War hero Luke Miller’s fifteen year old daughter kills her mother’s boy toy and finds herself and her high society family drawn into a web of blackmail, dark secrets and most embarrassingly of all, the juvenile court system.
Truly, there can be no greater anguish for a father than what his poor precious daughter (whom he hasn’t seen in 10 years due to his boozing ways) is going through. Oh, not the anguish of everything just mentioned. Blackmailers can be bought off, secrets can be self-righteously uncovered at dramatic moments, and the juvenile court of the old days wouldn’t let some murderous teen be tried as an adult. No, the real, soul crushing anguish Luke experiences is when he is told that his daughter’s medical exam revealed she wasn’t a virgin anymore!
Please God let it be due to all that horseback riding she’s been doing while living with mom in San Francisco! But all of Luke’s hopes and dreams for having a non-slut daughter are crushed once he gets his hands on a letter she wrote to her mom’s boyfriend, Lazich. Oh, sweet, sweet hymen! We hardly knew you!
While Luke mourns the devastating loss of the skin the blocks the opening of his daughter’s vagina, it is important to note that these sorts of things don’t happen in a vacuum. There’s all sorts of hand-wringing backstory to be unspooled, complete with overbearing rich mother-in-law, tramp wife, aforementioned alcoholism, and most deliciously of all, Star Trek‘s DeForest Kelley as an amoral art critic prone to dirty talk and trying to get into Luke’s wife’s very busy panties.
Where Love Has Gone flashes back 20 years or so to World War II, where all the stars look exactly the same as they did 20 years in the future. Luke is a regular Captain America, having won the Congressional Medal of Honor, while Valerie Hayden (Susan Haywood) is a rich girl who is a gifted sculptor. They meet at one of her shows and her mother, Gerald, immediately sets about trying to match the two up.
Valerie isn’t interested in Luke until she hears him telling off her mother. A quickie marriage ensues and a hilarious montage follows where World War II is rapidly finished up by about four newspaper headlines interspersed with Valerie’s hard at work on her hideous sculptures as if to show that while Luke is risking his life for freedom, Valerie is keeping the American home front strong for pampered rich girls by carving ugly doodads for other wealthy morons.
Once back in civilian life, Luke sets about having his hopes and dreams obliterated by his pushy, scheming mother-in-law. Spurning her offer of a job at her business, Luke strikes out on his own with his dream of building homes to take advantage of the post-war demand for housing. Ultimately Gerald succeeds in emasculating the war hero by secretly sabotaging his efforts and forcing him to slink back to her and accept her job offer.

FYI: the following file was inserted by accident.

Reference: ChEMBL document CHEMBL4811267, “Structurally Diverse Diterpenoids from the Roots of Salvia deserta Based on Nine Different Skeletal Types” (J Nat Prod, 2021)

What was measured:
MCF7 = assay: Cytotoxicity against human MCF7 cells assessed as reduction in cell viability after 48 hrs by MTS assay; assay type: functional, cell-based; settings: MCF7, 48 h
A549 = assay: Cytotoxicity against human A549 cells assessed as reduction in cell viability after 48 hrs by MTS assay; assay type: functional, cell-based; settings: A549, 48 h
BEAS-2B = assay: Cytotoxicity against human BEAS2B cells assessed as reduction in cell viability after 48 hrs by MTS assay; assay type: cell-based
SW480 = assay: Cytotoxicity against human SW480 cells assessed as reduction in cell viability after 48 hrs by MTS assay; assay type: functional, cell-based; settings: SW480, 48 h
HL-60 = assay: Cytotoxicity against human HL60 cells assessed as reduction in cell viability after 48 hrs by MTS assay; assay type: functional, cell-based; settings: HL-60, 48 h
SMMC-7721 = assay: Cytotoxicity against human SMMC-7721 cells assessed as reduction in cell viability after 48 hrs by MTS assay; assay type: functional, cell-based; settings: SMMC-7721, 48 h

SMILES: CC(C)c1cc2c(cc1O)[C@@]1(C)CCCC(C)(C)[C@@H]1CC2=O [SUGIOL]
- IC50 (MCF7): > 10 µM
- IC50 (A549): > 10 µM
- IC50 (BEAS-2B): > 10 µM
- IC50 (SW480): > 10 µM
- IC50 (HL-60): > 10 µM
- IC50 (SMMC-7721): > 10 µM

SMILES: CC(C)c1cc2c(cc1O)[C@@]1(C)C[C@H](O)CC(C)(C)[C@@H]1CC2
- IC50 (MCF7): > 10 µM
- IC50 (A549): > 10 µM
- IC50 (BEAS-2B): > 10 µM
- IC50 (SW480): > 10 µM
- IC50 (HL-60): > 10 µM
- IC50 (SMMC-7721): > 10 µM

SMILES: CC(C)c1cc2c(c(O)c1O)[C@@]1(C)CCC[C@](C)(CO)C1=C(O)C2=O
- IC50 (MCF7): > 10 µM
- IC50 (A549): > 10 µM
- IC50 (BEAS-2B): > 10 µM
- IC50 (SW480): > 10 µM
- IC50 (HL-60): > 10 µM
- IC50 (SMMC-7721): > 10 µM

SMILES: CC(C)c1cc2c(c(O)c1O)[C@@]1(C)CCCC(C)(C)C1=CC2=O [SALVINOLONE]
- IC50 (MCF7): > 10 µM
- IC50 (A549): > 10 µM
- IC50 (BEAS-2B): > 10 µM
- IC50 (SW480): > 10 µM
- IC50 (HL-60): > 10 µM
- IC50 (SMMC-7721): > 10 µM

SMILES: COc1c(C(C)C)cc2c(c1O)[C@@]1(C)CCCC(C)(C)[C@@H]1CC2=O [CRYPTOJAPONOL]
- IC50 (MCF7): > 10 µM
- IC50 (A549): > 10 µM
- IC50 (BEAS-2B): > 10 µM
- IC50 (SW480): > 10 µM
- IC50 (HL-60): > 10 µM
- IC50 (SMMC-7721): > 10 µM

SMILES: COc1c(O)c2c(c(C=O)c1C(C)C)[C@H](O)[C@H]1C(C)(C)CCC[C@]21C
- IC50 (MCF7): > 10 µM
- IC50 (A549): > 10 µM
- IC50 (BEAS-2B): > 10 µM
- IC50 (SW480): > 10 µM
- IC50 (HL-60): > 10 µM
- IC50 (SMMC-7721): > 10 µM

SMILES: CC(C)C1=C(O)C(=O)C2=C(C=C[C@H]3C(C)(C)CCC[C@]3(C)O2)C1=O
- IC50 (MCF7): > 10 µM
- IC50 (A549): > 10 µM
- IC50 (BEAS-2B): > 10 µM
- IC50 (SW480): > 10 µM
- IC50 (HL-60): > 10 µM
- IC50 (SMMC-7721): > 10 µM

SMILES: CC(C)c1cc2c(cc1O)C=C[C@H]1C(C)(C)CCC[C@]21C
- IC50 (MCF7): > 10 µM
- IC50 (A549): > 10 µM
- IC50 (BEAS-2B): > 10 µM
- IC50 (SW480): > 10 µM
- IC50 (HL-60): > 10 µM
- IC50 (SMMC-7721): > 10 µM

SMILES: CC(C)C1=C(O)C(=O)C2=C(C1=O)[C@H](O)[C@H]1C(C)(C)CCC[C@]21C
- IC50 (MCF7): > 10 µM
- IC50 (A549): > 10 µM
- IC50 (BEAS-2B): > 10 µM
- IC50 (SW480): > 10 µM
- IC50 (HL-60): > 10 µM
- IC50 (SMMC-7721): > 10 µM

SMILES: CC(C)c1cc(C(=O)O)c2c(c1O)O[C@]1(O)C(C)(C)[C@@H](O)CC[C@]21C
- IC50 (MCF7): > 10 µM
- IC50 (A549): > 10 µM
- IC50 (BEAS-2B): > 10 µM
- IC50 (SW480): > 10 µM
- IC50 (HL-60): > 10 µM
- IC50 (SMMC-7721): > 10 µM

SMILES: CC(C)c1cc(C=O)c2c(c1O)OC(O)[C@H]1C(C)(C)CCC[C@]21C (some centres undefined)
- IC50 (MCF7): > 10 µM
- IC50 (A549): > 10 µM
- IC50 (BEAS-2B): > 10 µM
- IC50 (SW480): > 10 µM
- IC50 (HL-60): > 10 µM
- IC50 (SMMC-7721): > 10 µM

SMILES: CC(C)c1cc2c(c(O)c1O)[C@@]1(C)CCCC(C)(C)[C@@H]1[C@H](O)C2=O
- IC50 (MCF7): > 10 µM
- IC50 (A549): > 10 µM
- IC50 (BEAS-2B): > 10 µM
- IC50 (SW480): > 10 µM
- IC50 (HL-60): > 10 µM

This begins the slow and fitfully funny downward spiral of Luke and his marriage to Valerie. He drowns his sorrows in booze, Valerie responds by becoming a slut, and it all explodes in domestic fights that are funny where the film probably meant them to be dramatic and shocking. (“You’re not a woman! You’re a disease!” Luke shouts at Valerie provoking unintended chuckles despite his icky attempt to rape her moments before and her equally icky response!)
Valerie’s mom forces them to get a divorce, Luke moves away, doesn’t get to see his daughter, dries out and becomes a successful architect. He comes back into all their lives once he receives word that his daughter has killed a man.
The remainder of the movie details Luke trying to reach his daughter to find out exactly what happened. The daughter, played as a pouting and vaguely creepy sexpot by Joey Heatherton, refuses to tell anyone anything, but it is clear that she is jealous of her mother and that her childhood with her mother, while well provided for financially, was lacking emotionally.
The movie though doesn’t actually detail any of this because it is obsessed with showcasing the screaming melodramatics of the mother, father and mother-in-law. In fact, other than a brief mention by Luke of the “baby” early in the marriage, the child is never seen or referred to until the divorce hearing that wraps up the flashback.
Presumably inspired by the real life events surrounding movie star Lana Turner and her boyfriend Johnny Stompanato, the film, from the writer and the director of the similarly salacious The Carpetbaggers, delights in throwing out its tawdry accusations and morally degenerate characters, but is hampered by its slapdash treatment of the effect such a life has on the child as well as its over-the-top histrionics that fail to resonate with modern audiences raised on afternoon talk shows, reality programming, and more generally, the immoral society we have today.
Whether it’s the garish self portrait the mother-in-law insists on hanging in the house she gave Luke and Valerie, the overbaked dialogue (“when you’re dying from thirst, you’ll drink from a mudhole!” Valerie tells her mom), the dirty letters both mother and daughter wrote their boyfriend, the smarmy art critic with the pipe, or the entirely gratuitous confrontation Luke has with Valerie in the courtroom climax that sets in motion another series of tragic events that couldn’t help but scar his daughter even worse than killing the man she shared with her mother, Where Love Has Gone is exactly the sort of outdated hypertrashy flick where you aren’t surprised that Luke threatens to spank his elderly mother-in-law played by Bette Davis, but only that it doesn’t actually happen!
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